At some point people will be discovering a reality far different from what you've been promised by deceptive politicos because that's what they think you wil accept rather than the hard choices that need to be made. They will not be living the nightmare that the public will be. Forget the social issues and take care of business or it'll be Lord of the Flies in some degree. I love the parks and know the realities of nature. What we are living now is not natural. There will be a correction. To what degree, that is the only undecided. Take a look at what is transpiring around the world while our Pres. is meeting with JZ and Letterman but not the Israeli Prime Minister. Unbelievable!


And please don't tell me you care about the deficit - the GOP has proposed increasing
military spending. More bombs and tanks, less campgrounds and rangers.


Travis,

I was in NYC 9/11/01. I saw the second plane hit the twin towers. I saw people walking dazed in the streets covered in ash. Yes, I want more bombs and tanks because I know that those that want to destroy us have no care for our parks. If you think isolationism is the answer, I suggest you go check out some early twentieth century history to see where that got us in the past.

To Anonymous 653pm...

[No wonder why you are anomymous].

If I ever 'forget the social issues' and live your fearing-Lord-of-Flies bleak and paranoid life, I won't worry about your threatened 'correction'. I'll worry about having my own page in DSM-IV.

You go ahead and live in fear. I'm going to continue to be concerned about the 'social issues', like helping the next person and living a balanced life, including supporting the parks and the Park Service. That works for me. Sorry about your world.

Rick B, didn't intend to go blow to blow but maybe you should note the Anon post before your "balanced" post. I do not live in fear but do have concerns as does the other Anon who saw the second plane go into the Trade Towers in NY. I realize the elephant in the room is barely obvious to many who have kept their deal going somehow. I do support the parks or rather the park experience to those that visit the resource. By that I mean people of all stripes somehow make their way to something much bigger than all their own deals that somehow put things in perspective and go back to life changed and much improved. I do not worship the geography but the maker. I feel there are threats, major threats to all you and I cherish. It's not fear but great concern. Wish you no ill will. I just wish people would recognize the threats to what has allowed us to be so blessed. A bus tour through a Park and photo opportunity by the present occupant of the WH does not suggest any reverence for what you and I both revere . Everyone's a pawn to him. Just my impression but I'm running with it.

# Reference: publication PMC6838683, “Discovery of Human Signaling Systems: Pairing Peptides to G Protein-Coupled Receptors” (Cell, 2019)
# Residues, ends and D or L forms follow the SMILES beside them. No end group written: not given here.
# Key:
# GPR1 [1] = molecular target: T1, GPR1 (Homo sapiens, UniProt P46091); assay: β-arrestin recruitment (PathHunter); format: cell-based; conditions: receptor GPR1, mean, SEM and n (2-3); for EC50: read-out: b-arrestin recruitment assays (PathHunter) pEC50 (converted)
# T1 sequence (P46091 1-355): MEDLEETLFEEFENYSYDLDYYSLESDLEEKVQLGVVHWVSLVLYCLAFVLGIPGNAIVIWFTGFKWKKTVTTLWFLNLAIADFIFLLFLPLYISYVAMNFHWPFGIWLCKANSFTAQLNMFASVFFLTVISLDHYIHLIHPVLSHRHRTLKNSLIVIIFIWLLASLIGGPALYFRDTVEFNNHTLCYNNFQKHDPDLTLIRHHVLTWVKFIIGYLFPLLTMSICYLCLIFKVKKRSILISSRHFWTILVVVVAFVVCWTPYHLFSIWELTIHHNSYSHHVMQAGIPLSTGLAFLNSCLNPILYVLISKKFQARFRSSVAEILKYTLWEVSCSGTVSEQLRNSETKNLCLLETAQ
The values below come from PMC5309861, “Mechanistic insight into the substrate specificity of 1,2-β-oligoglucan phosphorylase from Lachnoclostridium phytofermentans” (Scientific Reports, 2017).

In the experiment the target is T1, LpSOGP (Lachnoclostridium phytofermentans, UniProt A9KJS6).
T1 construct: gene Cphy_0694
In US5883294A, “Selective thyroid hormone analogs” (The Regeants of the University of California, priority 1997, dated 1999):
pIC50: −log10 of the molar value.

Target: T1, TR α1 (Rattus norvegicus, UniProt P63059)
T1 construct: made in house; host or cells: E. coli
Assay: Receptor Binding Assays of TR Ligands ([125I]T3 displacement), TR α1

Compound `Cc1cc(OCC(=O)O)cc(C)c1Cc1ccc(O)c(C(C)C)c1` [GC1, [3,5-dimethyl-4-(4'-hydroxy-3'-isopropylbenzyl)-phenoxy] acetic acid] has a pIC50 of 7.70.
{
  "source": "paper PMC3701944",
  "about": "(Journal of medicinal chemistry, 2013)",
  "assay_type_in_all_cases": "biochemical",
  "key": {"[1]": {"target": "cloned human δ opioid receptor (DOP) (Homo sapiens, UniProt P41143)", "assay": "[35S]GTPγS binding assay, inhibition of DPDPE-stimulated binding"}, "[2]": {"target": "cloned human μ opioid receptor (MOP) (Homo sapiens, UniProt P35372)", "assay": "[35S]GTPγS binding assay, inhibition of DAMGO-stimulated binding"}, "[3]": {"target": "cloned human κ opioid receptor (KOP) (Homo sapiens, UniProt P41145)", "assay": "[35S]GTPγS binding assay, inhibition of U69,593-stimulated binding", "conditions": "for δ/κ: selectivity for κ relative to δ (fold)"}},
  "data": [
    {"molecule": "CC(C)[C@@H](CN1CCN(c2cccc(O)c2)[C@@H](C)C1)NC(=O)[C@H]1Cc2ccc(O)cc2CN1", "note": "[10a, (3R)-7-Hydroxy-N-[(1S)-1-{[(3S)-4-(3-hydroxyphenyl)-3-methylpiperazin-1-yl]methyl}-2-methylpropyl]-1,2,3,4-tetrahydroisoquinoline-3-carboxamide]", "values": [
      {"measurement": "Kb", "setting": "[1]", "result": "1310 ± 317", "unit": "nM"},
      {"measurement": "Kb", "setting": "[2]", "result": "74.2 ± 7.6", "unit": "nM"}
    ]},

Blessings to you

Same world, Rick.

I'm both a combat veteran and a retired psychiatric nurse. Trust me, I'm as aware of the ugly in the world as any; much more aware than most. I have the scars. It's a difference though, a significant difference, in how we view and approach things.

Away from you and I, our differences, and our personal sturm und drang, the original question was about the parks and the effect of lower funding for the NPS. Some will dispute this-versus-that priority internal to the NPS - old stuff versus new stuff, top heavy management versus boots in the mud, and so forth - but one fourteenth of one percent is miniscule to the overall budget. Efforts should be maintained to increase the NPS budget, and simultaneously work to spend it better.


Efforts should be maintained to increase the NPS budget, and simultaneously work to spend it better.


And the best way to do that would be to grow the economy at a faster pace. Raising tax rates, increasing regulation, putting burdensome and unwanted healthcare mandates on business and individuals, subsidizing ineffiecient technologies, blocking domestic energy development, printing money and failing to generate a budget hasn't and won't do that.

Interesting math, that would mean we have 1.419 billion jobs in the US, that's 4-1/2 jobs for each American...

Re the title:

Obama Administration Report Says "Sequestration" Would Cut $218 Million From NPS Budget
It was the administration that propsed sequestration in the first place. Now its complaining about it? Typical.